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Thursday, 29 July 2010

Keppel breaches new depths in the offshore wind energy sector

Seafox and Keppel Fels catch the wind

Keppel Fels' multi-purpose self-elevating platform (MPSEP) design as the basis for a new-generation, wind turbine installation vessel - Seafox 5 - destined for work in the North Sea.



Singapore, 29 July 2010 – Keppel FELS Limited’s (Keppel FELS) multi-purpose selfelevating platform (MPSEP) design has been chosen by the Seafox Group (Seafox) as the basis for a new-generation, wind turbine installation vessel that can withstand harsh offshore environmental conditions all year round in water depths of 65 metres in the North Sea.

Compared with existing wind turbine installation vessels, and the majority of those being constructed, this vessel can operate in some 45%-deeper waters, while reducing downtime even in extreme storm conditions, thus providing a potentially longer operational window. With a large carrying capacity of up to 12 turbines at a time, it enhances the efficiency of constructing offshore wind farms.

A 75/25 joint venture (JV) company has been formed between Keppel FELS and Seafox respectively, to build and own this US$220 million vessel. Seafox has the option of acquiring Keppel’s stake in the JV company.

The KFELS MPSEP, designed by Keppel’s R&D arm, Offshore Technology Development, has the distinctive ability over other existing vessels to install and maintain heavy wind turbine foundations, such as the jacket and tripod types, and especially in deeper waters. In addition to being well-suited for servicing offshore wind farms, it also meets all the stringent operating regulations of the offshore oil & gas industry and can support a wide range of related activities such as accommodation, well intervention, maintenance, construction and decommissioning.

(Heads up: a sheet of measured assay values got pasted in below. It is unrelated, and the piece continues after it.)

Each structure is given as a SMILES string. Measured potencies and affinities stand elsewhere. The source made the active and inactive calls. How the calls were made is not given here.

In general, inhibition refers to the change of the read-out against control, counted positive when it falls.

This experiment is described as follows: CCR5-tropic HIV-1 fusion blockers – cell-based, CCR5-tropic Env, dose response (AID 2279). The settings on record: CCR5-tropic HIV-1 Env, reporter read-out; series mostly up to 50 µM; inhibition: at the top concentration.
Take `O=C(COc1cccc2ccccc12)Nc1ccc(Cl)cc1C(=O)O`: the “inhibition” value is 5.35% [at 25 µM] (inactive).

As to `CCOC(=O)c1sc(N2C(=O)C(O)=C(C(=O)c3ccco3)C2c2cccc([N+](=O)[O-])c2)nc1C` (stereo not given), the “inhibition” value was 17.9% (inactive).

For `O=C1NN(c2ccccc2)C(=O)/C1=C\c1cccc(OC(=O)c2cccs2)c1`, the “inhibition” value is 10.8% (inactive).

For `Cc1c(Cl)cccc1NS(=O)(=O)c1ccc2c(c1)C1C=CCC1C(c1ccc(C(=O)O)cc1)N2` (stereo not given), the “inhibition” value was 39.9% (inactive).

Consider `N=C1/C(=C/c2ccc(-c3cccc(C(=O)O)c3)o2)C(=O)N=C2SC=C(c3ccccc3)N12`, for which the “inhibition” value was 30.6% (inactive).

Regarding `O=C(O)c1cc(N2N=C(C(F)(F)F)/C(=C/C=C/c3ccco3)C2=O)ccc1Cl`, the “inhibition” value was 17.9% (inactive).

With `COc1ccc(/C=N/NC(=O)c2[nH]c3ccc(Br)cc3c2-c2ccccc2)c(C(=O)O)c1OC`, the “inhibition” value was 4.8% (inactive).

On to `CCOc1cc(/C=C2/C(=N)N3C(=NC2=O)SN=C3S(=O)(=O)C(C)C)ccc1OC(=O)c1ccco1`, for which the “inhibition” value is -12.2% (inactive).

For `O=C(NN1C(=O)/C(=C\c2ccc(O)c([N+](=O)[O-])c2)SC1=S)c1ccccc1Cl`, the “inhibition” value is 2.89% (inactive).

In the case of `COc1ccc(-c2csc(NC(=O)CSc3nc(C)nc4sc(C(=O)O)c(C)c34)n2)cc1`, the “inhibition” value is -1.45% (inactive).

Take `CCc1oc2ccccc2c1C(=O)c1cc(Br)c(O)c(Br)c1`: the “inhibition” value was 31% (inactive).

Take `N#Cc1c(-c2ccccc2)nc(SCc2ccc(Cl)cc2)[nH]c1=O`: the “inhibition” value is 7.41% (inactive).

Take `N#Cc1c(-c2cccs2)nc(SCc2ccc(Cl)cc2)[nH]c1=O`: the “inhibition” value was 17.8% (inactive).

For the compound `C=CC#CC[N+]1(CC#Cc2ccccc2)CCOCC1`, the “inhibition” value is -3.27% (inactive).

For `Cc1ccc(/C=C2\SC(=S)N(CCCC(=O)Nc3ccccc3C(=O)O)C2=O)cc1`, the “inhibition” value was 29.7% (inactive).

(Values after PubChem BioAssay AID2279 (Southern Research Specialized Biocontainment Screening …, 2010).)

Mr Wong Kok Seng, Executive Director of Keppel FELS, said, “The offshore wind energy market holds good potential for installation and maintenance vessels that can operate over long periods in deeper waters beyond 45 metres.

“The KFELS MPSEP will offer significant advantages in terms of safety, operations, time and cost to operators working in these harsh environments. By overcoming the typical limitations of the existing fleet in the market, this advanced vessel will redefine the way in which offshore wind farms are installed and maintained across the world.”

The KFELS MPSEP vessel is scheduled for delivery in the second half of 2012, and will be managed and operated by Workfox BV, a member of the Seafox Group.

Offshore wind energy industry potential


The European Wind Energy Association (EWEA) has set a target to achieve 40 gigawatts (GW) of offshore wind in the European Union by 2020, and 150 GW by 2030.

Offshore winds tend to flow at greater speeds than onshore winds, thus allowing turbines to produce more electricity. Although a good majority of existing offshore wind  farms are located in water depths less than 45 metres, those coming online ar expected to move further offshore and into harsher environments such as the Central North Sea, where wind speeds are higher, constant and thereby requiring more robust solutions. There is also an increasing trend towards wind turbines with larger capacities which are heavier.

The UK expects to install some 8,000 offshore wind turbines in the next decade, to achieve the Round 3 offshore wind energy goal of delivering 15% of the UK’s electricity needs by 2020. Of these, it is estimated that some 2,700 turbines would be required at water depths greater than 45 metres. The KFELS MPSEP vessel is among the first on order worldwide that is capable of fulfilling this water-depth requirement.

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